AJR is an American pop band that was created in 2005 by the Met brothers Adam Met, Jack Met, and Ryan Met. They gained popularity in 2012 with their first hit “I’m Ready,” reaching 65 on Billboard’s top 100 and getting three platinum records. The band started writing, producing and mixing their own music in the living room of their apartment in Manhattan. They started with a harmonica, a piano, and a bass, but now they play a variety of musical instruments. They began their journey playing covers from popular indie bands such as Twenty One Pilots and Jon Bellion. The artists strayed away from the indie genre with their albums “The Click” (2017) and “Neotheater” (2019) and have started to stray more toward the alternative genre.
“When we first started writing together, we just wanted to emulate our favorite artists and styles,” Ryan said in an interview with Songwriter Universe. “We went through our Beach Boys phase, then hip-hop, then more theatrical Broadway stuff. Everything came together five years ago when we developed a sound that is a combination of all the styles we’ve worked in the past 13 years. When ‘I’m Ready’ took off, we made a conscious decision to write songs about subjects that most songwriters wouldn’t think about.”
The Click and Neotheater put them back on the charts and redefined a genre that was starting to become outdated. Both of these albums cover serious topics, such as alcohol abuse, child abandonment, and becoming an adult.
These albums have a combined total of 29 songs, but just about all of these songs are memorable in some way. Even though most of these songs are fantastic, I won’t be reviewing all of the songs. Instead, I will do a general review of both albums.
Both of these albums convey messages about some very profound topics but do so in a way that doesn’t feel forced. AJR uses a variety of instruments and major chord progression to make the topics seem upbeat. Every song feels unique compared to the other songs on the album.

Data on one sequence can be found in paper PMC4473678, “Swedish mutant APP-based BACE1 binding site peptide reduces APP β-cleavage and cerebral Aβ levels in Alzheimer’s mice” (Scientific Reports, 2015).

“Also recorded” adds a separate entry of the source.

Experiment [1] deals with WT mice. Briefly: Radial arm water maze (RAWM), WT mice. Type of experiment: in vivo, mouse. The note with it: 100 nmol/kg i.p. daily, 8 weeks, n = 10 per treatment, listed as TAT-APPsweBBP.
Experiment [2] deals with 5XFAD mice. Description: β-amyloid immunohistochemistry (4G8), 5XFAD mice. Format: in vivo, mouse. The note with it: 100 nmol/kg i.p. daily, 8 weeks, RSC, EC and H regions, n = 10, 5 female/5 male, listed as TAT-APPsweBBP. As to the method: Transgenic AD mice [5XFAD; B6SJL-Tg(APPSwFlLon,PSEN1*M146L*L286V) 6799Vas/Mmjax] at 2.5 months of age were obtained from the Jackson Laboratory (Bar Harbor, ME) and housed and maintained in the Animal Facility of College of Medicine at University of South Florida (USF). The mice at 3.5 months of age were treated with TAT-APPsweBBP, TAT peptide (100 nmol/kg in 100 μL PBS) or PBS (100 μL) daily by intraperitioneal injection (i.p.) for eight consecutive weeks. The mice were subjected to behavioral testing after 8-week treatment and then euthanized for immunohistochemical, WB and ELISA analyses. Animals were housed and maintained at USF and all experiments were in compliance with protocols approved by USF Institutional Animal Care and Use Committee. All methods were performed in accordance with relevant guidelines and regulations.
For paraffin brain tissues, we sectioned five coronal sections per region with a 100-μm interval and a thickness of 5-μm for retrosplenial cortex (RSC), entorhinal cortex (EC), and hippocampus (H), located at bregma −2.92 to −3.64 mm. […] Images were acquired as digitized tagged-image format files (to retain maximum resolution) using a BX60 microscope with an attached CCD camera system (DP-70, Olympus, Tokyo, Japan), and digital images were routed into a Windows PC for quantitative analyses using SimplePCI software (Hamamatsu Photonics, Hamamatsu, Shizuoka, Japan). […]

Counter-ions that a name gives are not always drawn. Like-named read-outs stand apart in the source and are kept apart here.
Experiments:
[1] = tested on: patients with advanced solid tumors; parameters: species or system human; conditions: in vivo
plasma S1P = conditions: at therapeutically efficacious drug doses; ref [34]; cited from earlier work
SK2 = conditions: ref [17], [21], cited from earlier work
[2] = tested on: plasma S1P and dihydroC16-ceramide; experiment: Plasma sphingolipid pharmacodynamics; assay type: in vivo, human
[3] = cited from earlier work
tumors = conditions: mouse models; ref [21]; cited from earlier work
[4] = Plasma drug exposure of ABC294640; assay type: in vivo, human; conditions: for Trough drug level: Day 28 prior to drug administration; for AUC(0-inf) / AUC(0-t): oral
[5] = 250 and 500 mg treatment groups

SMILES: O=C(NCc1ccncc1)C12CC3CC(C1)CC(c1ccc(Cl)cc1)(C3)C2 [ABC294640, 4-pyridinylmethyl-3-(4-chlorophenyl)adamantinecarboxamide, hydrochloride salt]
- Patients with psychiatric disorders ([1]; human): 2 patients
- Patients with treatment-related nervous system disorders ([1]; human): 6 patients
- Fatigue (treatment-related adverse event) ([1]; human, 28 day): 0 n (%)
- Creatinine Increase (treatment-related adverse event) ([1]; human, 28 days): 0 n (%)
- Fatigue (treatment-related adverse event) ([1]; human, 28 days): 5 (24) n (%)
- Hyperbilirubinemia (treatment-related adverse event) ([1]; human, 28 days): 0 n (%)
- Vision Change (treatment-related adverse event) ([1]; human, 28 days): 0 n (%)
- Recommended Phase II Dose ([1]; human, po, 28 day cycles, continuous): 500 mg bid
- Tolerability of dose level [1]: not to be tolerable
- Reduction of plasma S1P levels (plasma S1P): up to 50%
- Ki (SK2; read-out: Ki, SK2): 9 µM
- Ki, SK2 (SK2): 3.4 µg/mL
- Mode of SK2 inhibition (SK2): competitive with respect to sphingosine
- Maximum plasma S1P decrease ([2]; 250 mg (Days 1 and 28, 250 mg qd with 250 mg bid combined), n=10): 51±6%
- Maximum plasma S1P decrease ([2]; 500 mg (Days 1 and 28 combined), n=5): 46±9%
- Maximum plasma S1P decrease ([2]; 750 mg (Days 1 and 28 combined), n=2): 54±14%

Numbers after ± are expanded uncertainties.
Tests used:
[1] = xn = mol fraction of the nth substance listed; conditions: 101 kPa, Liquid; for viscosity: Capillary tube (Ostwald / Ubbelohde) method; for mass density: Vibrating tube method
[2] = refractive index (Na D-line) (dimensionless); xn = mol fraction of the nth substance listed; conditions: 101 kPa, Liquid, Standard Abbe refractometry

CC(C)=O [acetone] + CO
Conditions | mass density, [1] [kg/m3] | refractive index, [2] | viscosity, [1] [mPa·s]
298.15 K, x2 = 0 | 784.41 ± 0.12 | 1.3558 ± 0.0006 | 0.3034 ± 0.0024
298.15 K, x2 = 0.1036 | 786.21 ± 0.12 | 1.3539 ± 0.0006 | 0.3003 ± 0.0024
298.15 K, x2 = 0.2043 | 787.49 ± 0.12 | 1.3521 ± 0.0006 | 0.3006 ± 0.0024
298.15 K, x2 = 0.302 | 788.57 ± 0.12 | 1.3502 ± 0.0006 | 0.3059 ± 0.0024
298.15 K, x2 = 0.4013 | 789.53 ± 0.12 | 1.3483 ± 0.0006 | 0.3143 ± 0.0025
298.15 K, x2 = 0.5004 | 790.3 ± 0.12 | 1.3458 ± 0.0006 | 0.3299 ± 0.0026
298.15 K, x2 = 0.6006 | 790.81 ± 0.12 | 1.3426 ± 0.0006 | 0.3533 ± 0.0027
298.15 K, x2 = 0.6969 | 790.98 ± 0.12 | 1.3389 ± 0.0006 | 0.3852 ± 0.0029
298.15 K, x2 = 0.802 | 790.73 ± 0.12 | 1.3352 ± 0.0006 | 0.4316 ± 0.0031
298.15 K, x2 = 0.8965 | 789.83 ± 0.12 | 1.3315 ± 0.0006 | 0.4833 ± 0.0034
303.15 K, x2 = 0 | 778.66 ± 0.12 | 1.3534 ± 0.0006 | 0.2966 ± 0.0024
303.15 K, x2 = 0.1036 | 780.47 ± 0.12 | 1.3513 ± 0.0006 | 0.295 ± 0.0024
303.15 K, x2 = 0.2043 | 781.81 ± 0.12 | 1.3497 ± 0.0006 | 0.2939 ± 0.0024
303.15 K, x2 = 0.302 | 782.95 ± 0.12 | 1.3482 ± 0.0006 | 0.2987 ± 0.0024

Songs such as “Weak”, “ Drama”, and “100 Bad Days” collectively deal with the same topic of daily life problems that everyone has to deal with. These songs all cover the same themes of depression and sadness, but they mask them with cheery vocals, smooth instrumentals, and upbeat dubstep beats. The songs mentioned perfectly display how well AJR uses their vast array of talent to convey the deep messages of their songs.
Even though most of their songs cover these serious topics, they have other songs that aren’t so serious. Specifically, “Don’t Throw Out My Legos,” a song about the members of AJR moving out of their parent’s house, but pleading for them not to throw away their legos because they don’t want to get rid of their childhood. This song is one of their more comedic songs, as it genuinely makes me laugh when I listen to it.
The main issue with these albums, however, is that they change the tone way too much. A change in tone is a good thing because it can draw emotion out of the listener, but if you do it too often then it can cause problems with how said listener feels and it can destroy the emotion of the album.
For example, “Don’t Throw Out My Legos,” a lighthearted song about not wanting to grow up comes right after “100 Bad Days,” a deeper song about having bad days, but having stories to tell about those days. Both of these albums do this constantly where there will be a lighthearted song next to a deeper slower song and then that’ll keep happening and it ruins the emotion that the songs are supposed to carry.
The album’s overall are very very good and kept me entertained through their entirety. I can listen to these songs over and over again. There are a few large problems that heavily take away from the albums, but the good definitely outweighs the bad.
Ever since “The Click” and “Neotheater” released, they have changed what alternative music is for the better. AJR continues to bring new elements to the genre and it’ll be exciting to see what they do next. Until then, you can listen to both of these albums on repeat until you get bored. If that ever even happens.